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Facts about Mississippi

History | Symbols | Interesting Facts | Famous People

Statehood:  December 10, 1817, the 20th state

Capital:  Jackson

Total Area:  32nd among states, 125,443 sq km (48,434 sq mi)

Water Area:  3,553 sq km (1,372 sq km) 

Highest Point:  Woodall Mountain, 246 m (806 ft)

Total Population:   31st among states
2010 census -  2,967,297

Population Density in 2010:  63.2 people per sq mi

Distribution in 2000: 49.1% Urban, 50.9% Rural

Gross State Product - $98.9 billion (2010)
Personal income per Capita - $30,103 (2009)

Largest cities in 2010: 
Jackson:  173,514
Gulfport:  70,055
Hattiesburg:  51,993

  • Mississippi's warm climate and rich soil proved ideal for growing cotton, which became the main economic crop before 1800 and remained important until the 20th century.

  • Hernando de Soto, a Spanish explorer, discovered the Mississippi River in1540. Spain did not relinquish its claims on the Mississippi region until 1798.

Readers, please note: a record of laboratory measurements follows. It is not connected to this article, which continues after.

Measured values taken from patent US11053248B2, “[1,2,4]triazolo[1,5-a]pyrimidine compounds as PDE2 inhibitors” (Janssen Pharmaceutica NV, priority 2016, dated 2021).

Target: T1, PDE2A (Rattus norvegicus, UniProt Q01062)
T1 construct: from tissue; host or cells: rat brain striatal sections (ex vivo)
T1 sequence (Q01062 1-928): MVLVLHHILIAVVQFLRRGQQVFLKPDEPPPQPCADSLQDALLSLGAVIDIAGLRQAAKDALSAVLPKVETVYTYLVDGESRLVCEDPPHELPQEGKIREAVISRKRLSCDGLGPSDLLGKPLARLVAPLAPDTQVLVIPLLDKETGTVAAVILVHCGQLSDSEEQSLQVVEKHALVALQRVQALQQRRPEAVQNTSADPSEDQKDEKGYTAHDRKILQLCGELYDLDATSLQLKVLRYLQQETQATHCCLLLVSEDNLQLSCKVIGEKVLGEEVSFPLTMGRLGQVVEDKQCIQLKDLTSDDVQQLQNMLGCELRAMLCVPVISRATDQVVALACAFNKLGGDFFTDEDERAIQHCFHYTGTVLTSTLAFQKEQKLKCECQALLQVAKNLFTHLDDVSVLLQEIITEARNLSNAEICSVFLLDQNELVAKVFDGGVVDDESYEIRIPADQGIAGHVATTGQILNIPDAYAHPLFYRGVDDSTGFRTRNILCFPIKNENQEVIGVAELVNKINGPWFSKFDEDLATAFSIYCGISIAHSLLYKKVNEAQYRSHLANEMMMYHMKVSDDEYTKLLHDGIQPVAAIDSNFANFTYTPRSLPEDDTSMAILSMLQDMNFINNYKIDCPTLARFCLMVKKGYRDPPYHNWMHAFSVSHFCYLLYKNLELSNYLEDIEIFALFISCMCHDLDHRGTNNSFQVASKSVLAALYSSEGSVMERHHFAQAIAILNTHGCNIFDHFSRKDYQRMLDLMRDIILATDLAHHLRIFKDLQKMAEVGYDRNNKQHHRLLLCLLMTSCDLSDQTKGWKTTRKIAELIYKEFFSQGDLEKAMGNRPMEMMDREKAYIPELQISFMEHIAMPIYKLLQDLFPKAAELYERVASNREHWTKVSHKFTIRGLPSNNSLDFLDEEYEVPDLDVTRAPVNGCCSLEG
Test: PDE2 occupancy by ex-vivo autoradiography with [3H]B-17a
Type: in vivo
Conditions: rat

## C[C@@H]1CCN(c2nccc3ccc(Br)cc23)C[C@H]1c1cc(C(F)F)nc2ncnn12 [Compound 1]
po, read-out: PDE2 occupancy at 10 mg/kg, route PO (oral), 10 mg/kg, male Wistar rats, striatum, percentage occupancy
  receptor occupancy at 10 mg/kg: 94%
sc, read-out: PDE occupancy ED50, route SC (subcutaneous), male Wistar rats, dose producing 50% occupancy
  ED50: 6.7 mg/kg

• Mississippi has a larger percentage of black residents than any other state.

  • In June 1963 Medgar Evers, state field secretary for the National Association for the Advancement of Colored People (NAACP), was shot dead in front of his Jackson home.

  • Although cotton is the most important crop in Mississippi, corn, peanuts, pecans, rice, sugar cane, sweet potatoes, soybeans, food grains, poultry, eggs, meat animals, dairy products, feed crops and horticultural crops are all important to the state's economy.

  • Nearly 60% of Mississippi is covered by forests, and more than 100 species of trees are found in the state.

  • In 1902 while on a hunting expedition in Sharkey County, President Theodore (Teddy) Roosevelt refused to shoot a captured bear.  This act resulted in the creation of the world-famous teddy bear.

  • The first nuclear submarine built in the south was produced in Mississippi.

  • The Mississippi River is the largest in the United States and is the nation's chief waterway.  Its nickname is Old Man River.